Work Camp 826 L
Type of work: Wood cutting
Man of Confidence: Sgt Christopher W Wilkin, 5245 (Sept 1942); Spr J.L. Bell, 1437 (Sept 1943)
Number of Men: 18 (3 Australian, 3 New Zealanders)
|Raymond Henry (Snowy)||Barbour||Pte||26 Bn.||7287||New Zealand|
|Eric Sidney||Batty||Sgmn||R Sigs||645|
|John Leslie||Bell||Spr||2NZEF||1437||New Zealand; MOC 9/43|
|J.R. (Pop)||Harley||Pte||2/5 Inf. Bn.||3757||Australia|
|P.J. (Bird)||Maggin||Pte||2NZEF||7574||New Zealand|
|Bill||Olliphant||Pte||H.Q. 17 Inf. Bde.||3582||Australia|
|George Henry 'Shorty'||Robinson||Dvr||4RMT Coy.||4319||New Zealand|
|Harry James||Sparkes||Pte||2/2 Inf. Bn.||3346||Australia|
|C.R. (Nugget)||Verran||Pte||2/7 Inf. Bn.||3303||Australia|
|Christopher W||Wilkin||Sgt||RE||5245||MOC 9/42|
|Group with names||Eric Batty||October 1943|
(Photographs and names kindly supplied by Dennis Batty, son of Eric Batty, and the Australian War Memorial.)
The camp is situated in a mountain valley in a very pretty and healthy country. The men are employed in wood cutting and farming work. They work 10 hours a day with the usual pay. Sundays are free.
The men live in a well-built wooden barrack with the usual type of double tier beds. A stove for the winter is going to be built in a few days.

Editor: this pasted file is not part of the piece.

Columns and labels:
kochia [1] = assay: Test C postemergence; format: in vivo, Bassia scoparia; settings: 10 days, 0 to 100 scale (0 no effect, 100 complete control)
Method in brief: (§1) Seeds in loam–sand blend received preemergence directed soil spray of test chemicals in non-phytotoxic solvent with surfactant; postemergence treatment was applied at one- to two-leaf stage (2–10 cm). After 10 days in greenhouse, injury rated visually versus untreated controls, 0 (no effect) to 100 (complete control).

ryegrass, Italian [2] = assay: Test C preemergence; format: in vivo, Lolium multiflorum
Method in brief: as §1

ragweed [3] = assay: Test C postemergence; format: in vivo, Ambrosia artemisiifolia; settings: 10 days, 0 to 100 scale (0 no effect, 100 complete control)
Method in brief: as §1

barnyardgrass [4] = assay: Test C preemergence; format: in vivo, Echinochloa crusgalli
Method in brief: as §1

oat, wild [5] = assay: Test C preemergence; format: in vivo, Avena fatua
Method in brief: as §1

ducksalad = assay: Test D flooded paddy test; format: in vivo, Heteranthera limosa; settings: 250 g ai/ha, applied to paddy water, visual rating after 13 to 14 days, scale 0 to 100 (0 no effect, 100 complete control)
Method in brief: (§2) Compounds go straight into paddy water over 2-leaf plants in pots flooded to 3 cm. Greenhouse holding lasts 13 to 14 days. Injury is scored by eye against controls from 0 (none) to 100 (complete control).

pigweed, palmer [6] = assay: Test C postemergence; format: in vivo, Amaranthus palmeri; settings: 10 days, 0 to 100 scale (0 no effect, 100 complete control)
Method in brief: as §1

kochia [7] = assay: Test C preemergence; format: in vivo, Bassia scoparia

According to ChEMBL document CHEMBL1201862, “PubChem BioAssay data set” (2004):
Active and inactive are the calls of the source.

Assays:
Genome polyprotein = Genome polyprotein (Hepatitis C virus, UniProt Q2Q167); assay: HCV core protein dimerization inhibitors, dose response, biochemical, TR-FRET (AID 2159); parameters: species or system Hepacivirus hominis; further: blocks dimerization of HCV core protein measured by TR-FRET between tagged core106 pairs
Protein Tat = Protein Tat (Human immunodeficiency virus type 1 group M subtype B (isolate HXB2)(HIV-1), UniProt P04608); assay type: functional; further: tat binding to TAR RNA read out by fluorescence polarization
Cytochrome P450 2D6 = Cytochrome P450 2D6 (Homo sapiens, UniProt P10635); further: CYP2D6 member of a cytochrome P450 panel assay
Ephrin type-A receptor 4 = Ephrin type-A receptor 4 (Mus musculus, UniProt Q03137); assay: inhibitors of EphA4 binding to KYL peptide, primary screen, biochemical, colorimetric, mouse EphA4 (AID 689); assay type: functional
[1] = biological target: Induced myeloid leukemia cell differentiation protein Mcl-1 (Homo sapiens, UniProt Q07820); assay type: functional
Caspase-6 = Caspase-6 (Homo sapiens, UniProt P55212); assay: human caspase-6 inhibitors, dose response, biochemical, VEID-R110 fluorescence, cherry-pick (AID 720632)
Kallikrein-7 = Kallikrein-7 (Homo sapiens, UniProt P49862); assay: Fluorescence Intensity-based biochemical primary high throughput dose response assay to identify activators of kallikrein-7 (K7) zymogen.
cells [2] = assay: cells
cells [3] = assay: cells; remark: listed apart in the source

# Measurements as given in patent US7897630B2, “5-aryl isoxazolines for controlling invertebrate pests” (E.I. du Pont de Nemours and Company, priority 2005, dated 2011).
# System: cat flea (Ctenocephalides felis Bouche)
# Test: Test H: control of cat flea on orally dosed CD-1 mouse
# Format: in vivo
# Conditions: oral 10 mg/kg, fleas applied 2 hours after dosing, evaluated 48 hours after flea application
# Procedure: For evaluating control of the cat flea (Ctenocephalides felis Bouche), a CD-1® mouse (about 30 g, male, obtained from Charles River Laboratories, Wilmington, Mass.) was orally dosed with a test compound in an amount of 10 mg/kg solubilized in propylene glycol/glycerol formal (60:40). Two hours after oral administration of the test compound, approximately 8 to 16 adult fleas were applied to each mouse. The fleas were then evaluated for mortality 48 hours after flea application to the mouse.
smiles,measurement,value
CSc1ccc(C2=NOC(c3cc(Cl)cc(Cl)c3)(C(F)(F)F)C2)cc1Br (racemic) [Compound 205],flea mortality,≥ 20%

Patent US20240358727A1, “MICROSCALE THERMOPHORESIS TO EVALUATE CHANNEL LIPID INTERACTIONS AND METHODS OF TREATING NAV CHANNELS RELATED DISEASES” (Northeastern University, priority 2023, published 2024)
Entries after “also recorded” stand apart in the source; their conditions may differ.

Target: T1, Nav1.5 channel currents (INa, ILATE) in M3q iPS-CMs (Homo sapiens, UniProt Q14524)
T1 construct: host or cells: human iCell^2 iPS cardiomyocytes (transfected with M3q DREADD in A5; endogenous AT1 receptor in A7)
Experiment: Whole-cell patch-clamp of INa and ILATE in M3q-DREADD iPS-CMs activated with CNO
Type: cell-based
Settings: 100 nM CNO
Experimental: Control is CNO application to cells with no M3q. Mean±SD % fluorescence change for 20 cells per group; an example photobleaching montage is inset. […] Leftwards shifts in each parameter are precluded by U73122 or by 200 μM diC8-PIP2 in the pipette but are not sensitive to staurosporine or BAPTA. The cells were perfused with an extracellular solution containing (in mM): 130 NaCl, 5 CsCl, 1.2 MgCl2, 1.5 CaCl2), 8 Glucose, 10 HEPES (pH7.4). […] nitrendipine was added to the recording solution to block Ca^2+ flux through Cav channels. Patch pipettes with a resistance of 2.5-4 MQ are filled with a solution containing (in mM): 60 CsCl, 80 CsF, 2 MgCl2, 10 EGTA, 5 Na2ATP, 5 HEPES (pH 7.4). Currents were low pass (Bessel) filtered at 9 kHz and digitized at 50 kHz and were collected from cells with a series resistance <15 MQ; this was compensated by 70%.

Bathing and washing facilities
The bathing facilities were up to now quite primitive, but the work was already begun to improve this.
Food and Cooking
The cooking is done by the prisoners in a special kitchen barrack with sufficient possibilities to prepare Red Cross food. All the prisoners get the heavy workers ration.
Medical attention and sickness
On Tuesdays and Fridays the Camp is visited by a civilian Doctor from a nearby village. In case of emergency he can also be called on other days. A Sanitator is supposed to be sent here. So far the Man of Confidence has taken care of the men. Medicals parcels have been asked for from Stalag.
There was one man with a wooden splinter in his eye. This could be removed by the Doctor and the man immediately felt better. Two men were suffering from asthma and hay-fever. As the climatic conditions in this region are most unfavorable for the two men, they will be removed to Stalag and be presented to the next Mixed Medical Commission for repatriation.
One parcel from Australia arrived the day of the visit. It took exactly 12 months to get here.
There were no complaints and the men seemed to be quite satisfied.
This is a good camp.